Good Year, A
United States, 2006
U.S. Release Date:
PG-13 (Sexual Situations, Profanity)
Theatrical Aspect Ratio:
Russell Crowe, Albert Finney, Marion Cotillard, Tom Hollander, Abbie Cornish, Didier Bourdon
Marc Klein, based on the book by Peter Mayle
Philippe Le Sourd
20th Century Fox
The desire for familiarity in movies can lead to sequels and re-makes, but that doesn't always have to be the case. It can also mean the use of storyline everyone sitting in the theater knows. A Good Year is a respectable retelling of the "back to nature" narrative, in which a selfish individual becomes seduced and saved by a pastoral setting and a pretty woman who lives there. Sound familiar? Although there's nothing surprising in Ridley Scott's version, gorgeous photography and strong acting keep the formula from becoming stale. For those who don't mind pictures that fall into predictable rhythms, A Good Year represents a pleasant diversion.
Scott is a director who feels equally at home filming epics and smaller character-based dramas. A Good Year is an example of the latter. After the disappointment of Kingdom of Heaven (which was re-edited into something far more powerful on DVD: Kingdom of Heaven: Director's Cut), Scott wanted something lighter - an easy shoot in an idyllic location. The result is a mix of Sideways' man-meets-wine infatuation and the Diane Lane endeavor, Under the Tuscan Sun. There's also a romance between a big city foreigner and a local girl that has been done more times than I can count. At least there's some originality in the way they meet, as well as a cautionary note about standing on diving boards extending over empty swimming pools.
Max Skinner (Russell Crowe) is a financial whiz based in London. He's a self-proclaimed "greedy bastard," but that may be giving him too much credit for showing traits ascribed to human beings. His specialty is making money by screwing over others. In fact, therein lies his only real talent. Take away his high-pressure world, and he's lost. One day, he receives word that his once-beloved uncle Henry (Albert Finney) has popped the cork on his final bottle of wine. Because there is no will, Max, as his closest living relative, inherits his entire French estate, which includes a dilapidated villa and a huge vineyard. Max's intention is to unload it as quickly as possible for the best price he can get, so he travels to France to put things in order. There, assailed by memories of summers past (cue the flashbacks) and beguiled by the beauty of feisty Fanny (Marion Cotillard), he begins to lose his focus. Enter Kristy (Australian Abbie Cornish, doing a flawless American accent), Henry's illegitimate daughter, whose appearance introduces a new wrinkle - not only about the future of the vineyard but about Max's standing as a man with no family.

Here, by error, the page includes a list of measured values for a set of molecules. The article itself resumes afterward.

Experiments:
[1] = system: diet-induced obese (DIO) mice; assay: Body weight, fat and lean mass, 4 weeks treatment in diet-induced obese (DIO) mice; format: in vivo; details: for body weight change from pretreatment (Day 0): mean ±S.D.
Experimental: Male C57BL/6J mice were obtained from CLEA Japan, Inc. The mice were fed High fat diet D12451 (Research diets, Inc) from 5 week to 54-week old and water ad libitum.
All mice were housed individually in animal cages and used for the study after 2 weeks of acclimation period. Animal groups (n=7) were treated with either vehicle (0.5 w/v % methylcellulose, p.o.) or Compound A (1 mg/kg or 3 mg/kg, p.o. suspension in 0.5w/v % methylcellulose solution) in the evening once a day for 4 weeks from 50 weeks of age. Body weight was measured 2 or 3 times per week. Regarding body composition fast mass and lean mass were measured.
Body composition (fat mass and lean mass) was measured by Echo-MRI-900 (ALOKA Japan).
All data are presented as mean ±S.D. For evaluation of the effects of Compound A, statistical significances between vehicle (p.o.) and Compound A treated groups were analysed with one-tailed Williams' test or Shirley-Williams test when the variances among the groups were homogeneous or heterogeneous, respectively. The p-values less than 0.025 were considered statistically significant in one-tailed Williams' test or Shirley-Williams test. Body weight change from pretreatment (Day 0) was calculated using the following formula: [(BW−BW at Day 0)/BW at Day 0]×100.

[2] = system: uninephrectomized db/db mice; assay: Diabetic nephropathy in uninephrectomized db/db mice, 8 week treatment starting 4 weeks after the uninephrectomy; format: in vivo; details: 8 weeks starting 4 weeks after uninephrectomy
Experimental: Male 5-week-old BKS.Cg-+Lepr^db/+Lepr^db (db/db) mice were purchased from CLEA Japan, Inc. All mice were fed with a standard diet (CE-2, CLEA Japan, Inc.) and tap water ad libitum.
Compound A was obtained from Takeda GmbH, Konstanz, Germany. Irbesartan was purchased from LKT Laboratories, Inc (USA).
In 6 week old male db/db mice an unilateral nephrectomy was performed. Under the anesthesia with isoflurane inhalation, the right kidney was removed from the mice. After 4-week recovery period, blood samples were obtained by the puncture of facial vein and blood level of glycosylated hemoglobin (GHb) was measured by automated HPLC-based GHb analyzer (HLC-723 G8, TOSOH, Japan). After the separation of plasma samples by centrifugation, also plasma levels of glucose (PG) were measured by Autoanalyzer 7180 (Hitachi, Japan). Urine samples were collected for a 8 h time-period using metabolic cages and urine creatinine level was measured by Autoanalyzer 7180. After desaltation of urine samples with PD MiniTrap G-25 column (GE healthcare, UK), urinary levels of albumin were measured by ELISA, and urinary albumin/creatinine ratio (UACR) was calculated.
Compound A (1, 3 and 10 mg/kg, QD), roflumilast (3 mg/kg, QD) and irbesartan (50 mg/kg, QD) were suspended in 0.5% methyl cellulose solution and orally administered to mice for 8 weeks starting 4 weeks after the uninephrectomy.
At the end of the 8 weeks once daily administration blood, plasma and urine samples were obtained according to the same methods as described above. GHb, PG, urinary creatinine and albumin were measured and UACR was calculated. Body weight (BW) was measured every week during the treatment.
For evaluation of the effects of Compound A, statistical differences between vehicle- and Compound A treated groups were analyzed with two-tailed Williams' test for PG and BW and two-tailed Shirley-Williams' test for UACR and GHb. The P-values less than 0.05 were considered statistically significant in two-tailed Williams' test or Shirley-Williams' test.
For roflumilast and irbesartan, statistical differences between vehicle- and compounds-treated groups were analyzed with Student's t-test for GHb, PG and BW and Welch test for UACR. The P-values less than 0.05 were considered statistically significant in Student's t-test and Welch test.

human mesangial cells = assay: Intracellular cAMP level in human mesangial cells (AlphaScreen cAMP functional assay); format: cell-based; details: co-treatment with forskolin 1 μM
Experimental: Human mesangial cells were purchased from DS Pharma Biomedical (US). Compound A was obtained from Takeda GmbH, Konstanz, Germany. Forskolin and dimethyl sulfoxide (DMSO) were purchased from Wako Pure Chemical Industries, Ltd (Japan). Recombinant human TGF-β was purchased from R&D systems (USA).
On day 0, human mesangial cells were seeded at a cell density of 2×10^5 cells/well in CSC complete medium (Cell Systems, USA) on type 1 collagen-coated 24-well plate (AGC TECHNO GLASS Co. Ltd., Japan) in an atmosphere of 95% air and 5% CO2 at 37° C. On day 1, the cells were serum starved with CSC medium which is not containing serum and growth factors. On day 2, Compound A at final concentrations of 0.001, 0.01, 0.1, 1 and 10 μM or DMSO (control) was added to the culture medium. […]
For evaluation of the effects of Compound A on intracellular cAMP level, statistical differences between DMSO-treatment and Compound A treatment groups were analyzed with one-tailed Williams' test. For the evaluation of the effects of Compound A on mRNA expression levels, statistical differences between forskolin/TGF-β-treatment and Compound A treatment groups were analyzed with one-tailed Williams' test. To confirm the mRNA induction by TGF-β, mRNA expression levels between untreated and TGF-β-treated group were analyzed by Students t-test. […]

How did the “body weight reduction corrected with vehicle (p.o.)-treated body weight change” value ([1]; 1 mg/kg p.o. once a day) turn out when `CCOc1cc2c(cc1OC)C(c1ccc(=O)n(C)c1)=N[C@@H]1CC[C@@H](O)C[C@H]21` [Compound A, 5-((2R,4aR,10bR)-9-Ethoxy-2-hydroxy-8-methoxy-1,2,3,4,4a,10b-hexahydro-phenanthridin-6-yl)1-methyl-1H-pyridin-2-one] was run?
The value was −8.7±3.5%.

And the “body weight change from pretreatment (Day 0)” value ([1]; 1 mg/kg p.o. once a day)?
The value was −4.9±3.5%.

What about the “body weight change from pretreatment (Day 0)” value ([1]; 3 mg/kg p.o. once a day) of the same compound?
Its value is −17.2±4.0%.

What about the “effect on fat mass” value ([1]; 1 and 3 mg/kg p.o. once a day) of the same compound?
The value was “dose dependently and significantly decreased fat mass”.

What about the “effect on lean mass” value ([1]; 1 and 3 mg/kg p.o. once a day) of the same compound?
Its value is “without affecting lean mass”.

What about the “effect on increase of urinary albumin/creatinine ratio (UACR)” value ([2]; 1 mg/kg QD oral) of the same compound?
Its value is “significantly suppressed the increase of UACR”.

Russell Crowe's bad-boy reputation serves him well in establishing Max as a jerk. The transformation to a younger version of Henry is believable because it happens gradually. (One could argue that making this statement gives away something about the trajectory of the plot, but is there really any doubt?) There's a connection between Crowe and co-star Marion Cotillard, allowing us to accept this relationship. Their scenes together are some of the best in the movie. Albert Finney is in top form in the small but crucial role of Max's childhood mentor, whose lessons haven't been forgotten, just buried.
As with all films that are ultimately about redemption, the protagonist must first be established as someone in need of saving, then as someone worth saving. Scott accomplishes the first aim with the scenes of Max in London, coldly driving down the price of a stock by selling then buying when it's at the bottom. The second objective is achieved via the sun-dappled flashbacks. Redemption comes from two sources: the love of the land and the love of a woman. It's nice to know that, even in a movie that fits the formula to a "T", Scott can get us to care about the characters and forget (if only momentarily) that we know how everything is going to turn out.